NASCAR Offseason Has Shown That Plenty Of Change Will Be Ahead For The 2020 Season

INDIANAPOLIS — As the calendar shifts towards a close and in the coming weeks a new one is likely to be hung, the NASCAR world has seen a ton of change over the last few weeks. In fact, since Homestead has come and gone, plenty of big storylines have dominated the offseason.

Jimmie Johnson announced that the 2020 season will be his last. Cole Pearn and Felix Sabates have said that the 2019 season was their final ones. That means since early in this century, Chip Ganassi Racing is without Sabates and for the first time since 2013, Truex will be without his comfort zone.

All are big changes.

Monster Energy NASCAR Cup Series South Point 400
LAS VEGAS, NEVADA – SEPTEMBER 15: Martin Truex Jr., driver of the #19 Bass Pro Shops Toyota, and crew chief Cole Pearn celebrates in victory lane after winning the Monster Energy NASCAR Cup Series South Point 400 at Las Vegas Motor Speedway on September 15, 2019 in Las Vegas, Nevada. (Photo by Chris Graythen/Getty Images)

Then, factor in who will replace Johnson for 2021. Kyle Larson, Brad Keselowski, Ryan Blaney and Erik Jones are all entering their final years of their current contracts. Alex Bowman, a current Hendrick Motorsports driver, is also heading into his final season with his contract too. The No. 88 Chevrolet lost Nationwide as a sponsor and didn’t gain a replacement yet. Do they scale back to three cars for 2021? Do they sign Bowman to an extension and bring a new driver in to replace Johnson? If they go the latter route, do one of those big name free agents jump ship and join HMS? If so, who replaces them in their rides?

While the race cars themselves were virtually be identical for 2020, the focus for next season may be for 2021 because of that and several other factors. That free agent class and the new gen race car will make noise for the 2021 season. Also, the schedule, which also will be vastly different for 2020, could have even more changes in store for 2021 too.

The finale isn’t in Homestead for 2020 — that shifts to Phoenix. The final races of the first three rounds of the playoffs are all switched too as now they will take place in Bristol, the ROVAL and Martinsville. Previously, it was the ROVAL, Kansas and Phoenix. That’s big as the Bristol night race moves back a month to September and will be not only part of the playoffs, but a cutoff race.

The start of the opening round also begins in Darlington for the Southern 500. Darlington, Richmond and Bristol — talk about a historic round.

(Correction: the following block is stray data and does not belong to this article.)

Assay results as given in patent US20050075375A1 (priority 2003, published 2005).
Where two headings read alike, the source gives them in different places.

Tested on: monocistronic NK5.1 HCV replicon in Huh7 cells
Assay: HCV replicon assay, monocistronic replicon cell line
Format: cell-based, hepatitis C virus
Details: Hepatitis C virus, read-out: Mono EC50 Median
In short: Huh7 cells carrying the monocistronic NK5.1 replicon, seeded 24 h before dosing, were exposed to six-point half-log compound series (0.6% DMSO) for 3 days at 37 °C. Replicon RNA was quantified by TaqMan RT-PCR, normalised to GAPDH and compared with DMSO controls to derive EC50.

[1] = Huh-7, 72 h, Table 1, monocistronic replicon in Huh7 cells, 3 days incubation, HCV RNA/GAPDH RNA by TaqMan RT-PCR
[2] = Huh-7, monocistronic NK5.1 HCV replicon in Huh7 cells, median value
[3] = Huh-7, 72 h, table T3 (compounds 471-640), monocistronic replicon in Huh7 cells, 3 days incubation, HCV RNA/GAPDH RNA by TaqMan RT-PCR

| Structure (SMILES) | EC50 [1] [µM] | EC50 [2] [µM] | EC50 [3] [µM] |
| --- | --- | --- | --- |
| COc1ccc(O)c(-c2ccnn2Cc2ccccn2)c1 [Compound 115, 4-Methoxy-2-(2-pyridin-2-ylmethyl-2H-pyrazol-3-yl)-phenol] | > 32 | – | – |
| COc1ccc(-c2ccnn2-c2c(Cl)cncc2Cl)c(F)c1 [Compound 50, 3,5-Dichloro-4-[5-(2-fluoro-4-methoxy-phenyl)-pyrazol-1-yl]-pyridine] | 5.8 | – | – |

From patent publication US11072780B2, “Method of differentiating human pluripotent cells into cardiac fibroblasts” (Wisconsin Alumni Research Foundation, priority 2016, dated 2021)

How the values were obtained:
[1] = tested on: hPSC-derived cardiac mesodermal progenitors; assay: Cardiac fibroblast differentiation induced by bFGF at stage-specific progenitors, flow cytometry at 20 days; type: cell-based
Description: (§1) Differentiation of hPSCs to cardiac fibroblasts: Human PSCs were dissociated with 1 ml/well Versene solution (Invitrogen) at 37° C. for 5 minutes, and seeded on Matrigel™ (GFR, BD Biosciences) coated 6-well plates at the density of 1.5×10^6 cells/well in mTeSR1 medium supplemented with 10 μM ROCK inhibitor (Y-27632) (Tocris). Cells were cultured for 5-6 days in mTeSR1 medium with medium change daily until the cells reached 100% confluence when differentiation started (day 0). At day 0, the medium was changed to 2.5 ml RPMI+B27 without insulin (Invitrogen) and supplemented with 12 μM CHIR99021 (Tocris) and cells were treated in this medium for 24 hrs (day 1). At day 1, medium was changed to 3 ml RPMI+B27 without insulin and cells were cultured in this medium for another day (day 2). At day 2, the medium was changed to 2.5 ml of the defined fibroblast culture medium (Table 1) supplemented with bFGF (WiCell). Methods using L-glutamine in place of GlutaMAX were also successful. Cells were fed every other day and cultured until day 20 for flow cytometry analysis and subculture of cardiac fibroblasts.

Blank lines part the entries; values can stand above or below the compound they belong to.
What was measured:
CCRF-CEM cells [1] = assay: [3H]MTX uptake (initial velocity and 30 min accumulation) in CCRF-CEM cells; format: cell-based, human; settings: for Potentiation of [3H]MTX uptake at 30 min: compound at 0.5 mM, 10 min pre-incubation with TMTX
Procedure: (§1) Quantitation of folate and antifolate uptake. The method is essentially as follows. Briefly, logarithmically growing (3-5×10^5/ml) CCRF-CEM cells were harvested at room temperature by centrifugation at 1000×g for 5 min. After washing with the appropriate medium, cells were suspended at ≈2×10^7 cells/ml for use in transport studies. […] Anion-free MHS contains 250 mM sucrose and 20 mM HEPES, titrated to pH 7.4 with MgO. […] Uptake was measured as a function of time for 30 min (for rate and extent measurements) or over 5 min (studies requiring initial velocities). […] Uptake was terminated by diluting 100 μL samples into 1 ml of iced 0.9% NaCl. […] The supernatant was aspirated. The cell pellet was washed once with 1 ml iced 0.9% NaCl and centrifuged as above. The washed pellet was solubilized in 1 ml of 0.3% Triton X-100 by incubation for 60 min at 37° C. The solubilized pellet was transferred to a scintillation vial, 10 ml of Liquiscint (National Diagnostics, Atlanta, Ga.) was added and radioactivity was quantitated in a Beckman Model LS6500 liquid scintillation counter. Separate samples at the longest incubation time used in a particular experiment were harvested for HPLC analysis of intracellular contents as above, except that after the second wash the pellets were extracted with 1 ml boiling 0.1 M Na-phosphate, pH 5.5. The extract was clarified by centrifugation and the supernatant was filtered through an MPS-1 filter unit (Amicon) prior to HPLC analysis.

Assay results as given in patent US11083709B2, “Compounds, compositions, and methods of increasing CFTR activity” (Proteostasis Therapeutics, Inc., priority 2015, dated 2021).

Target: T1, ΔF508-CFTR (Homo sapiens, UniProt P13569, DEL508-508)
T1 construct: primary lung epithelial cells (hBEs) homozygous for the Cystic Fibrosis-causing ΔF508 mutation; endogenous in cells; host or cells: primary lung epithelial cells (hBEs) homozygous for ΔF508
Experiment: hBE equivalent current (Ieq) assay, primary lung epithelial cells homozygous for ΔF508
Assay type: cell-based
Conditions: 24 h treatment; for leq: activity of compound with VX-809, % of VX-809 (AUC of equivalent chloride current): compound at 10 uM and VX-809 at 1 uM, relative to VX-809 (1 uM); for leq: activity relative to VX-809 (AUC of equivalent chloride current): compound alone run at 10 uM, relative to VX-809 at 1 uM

The annual July stop in Daytona moves to the regular season finale. Indianapolis, which held onto the final stop of the regular season for the last two years, moves into Daytona’s old place in July.

Homestead moves from November to March going from the 36th to the sixth race of the year. Atlanta moves from the second race of the season back to the fifth. The bumps the west coast swing up which begins a week earlier now and starts immediately after the Daytona 500.

The Martinsville Spring race shifts to May and will be run under the lights. Pocono will run two races in the same weekend instead of two separate trips.

Head spinning yet?

David Ragan and Paul Menard retired. John Hunter Nemechek and Matt DiBenedetto replace them. The “Big 3” in the XFINITY Series all move up as part of a stellar rookie class for 2020. Christopher Bell replaces DiBenedetto at Leavine Family Racing, Cole Custer replaces Daniel Suarez with Stewart-Haas Racing while two-time defending NXS champ Tyler Reddick replaces defending Cup Series Rookie of the Year Daniel Hemric with Richard Childress Racing.

That’s not all either.

Ricky Stenhouse Jr. and Chris Buescher essentially swap teams. Buescher takes over the No. 17 Ford while Stenhouse joins JTG Daugherty Racing. Then, Stenhouse and Ryan Preece flip flop seats as Stenhouse will race the No. 47 Chevrolet and Preece the No. 37 Chevy.

Brennan Poole and Quin Houff join the “Big 3″ and Nemechek as Rookie of the Year Candidates.

Then there’s change with the series sponsorship. Monster Energy is no longer the entitlement sponsor. In fact, for the first time in decades, there is no sponsorship in place for that. The series went from ” NASCAR Winston Cup Series” to “NASCAR Nextel Cup Series” to “NASCAR Sprint Cup Series” to Monster Energy NASCAR Cup Series” to now “NASCAR Cup Series.”

To make up for it, they have tiered a presented by portion. Instead of one sponsor like Winston, Nextel, Sprint or Monster Energy, it’s four. Those spots are taken by Coca-Cola, GEICO, XFINITY and Busch Beer.

All caught up now? Good. Plenty of change is coming to 2020 but the focus will be larger and more likely ahead to 2021.

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